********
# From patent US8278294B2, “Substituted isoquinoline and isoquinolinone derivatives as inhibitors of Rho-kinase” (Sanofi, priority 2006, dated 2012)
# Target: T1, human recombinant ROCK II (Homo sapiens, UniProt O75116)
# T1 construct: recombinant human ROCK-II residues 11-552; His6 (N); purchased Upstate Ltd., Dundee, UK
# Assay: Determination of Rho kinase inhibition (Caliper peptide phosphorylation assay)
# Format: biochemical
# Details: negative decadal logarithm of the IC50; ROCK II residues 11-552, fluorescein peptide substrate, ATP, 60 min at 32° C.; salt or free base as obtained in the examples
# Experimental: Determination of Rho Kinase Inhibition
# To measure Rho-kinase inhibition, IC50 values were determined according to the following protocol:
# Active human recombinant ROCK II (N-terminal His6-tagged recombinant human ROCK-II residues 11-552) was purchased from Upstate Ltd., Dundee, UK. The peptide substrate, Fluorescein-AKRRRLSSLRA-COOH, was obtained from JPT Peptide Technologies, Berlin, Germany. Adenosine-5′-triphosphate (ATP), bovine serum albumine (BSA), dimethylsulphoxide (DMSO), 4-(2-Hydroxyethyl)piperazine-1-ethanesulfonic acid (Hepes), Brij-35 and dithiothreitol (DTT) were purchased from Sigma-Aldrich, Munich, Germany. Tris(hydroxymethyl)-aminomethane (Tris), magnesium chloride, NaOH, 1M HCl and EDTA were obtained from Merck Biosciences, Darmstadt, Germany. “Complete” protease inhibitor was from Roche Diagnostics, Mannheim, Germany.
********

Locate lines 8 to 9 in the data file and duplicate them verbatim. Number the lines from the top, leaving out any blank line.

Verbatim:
# To measure Rho-kinase inhibition, IC50 values were determined according to the following protocol:
# Active human recombinant ROCK II (N-terminal His6-tagged recombinant human ROCK-II residues 11-552) was purchased from Upstate Ltd., Dundee, UK. The peptide substrate, Fluorescein-AKRRRLSSLRA-COOH, was obtained from JPT Peptide Technologies, Berlin, Germany. Adenosine-5′-triphosphate (ATP), bovine serum albumine (BSA), dimethylsulphoxide (DMSO), 4-(2-Hydroxyethyl)piperazine-1-ethanesulfonic acid (Hepes), Brij-35 and dithiothreitol (DTT) were purchased from Sigma-Aldrich, Munich, Germany. Tris(hydroxymethyl)-aminomethane (Tris), magnesium chloride, NaOH, 1M HCl and EDTA were obtained from Merck Biosciences, Darmstadt, Germany. “Complete” protease inhibitor was from Roche Diagnostics, Mannheim, Germany.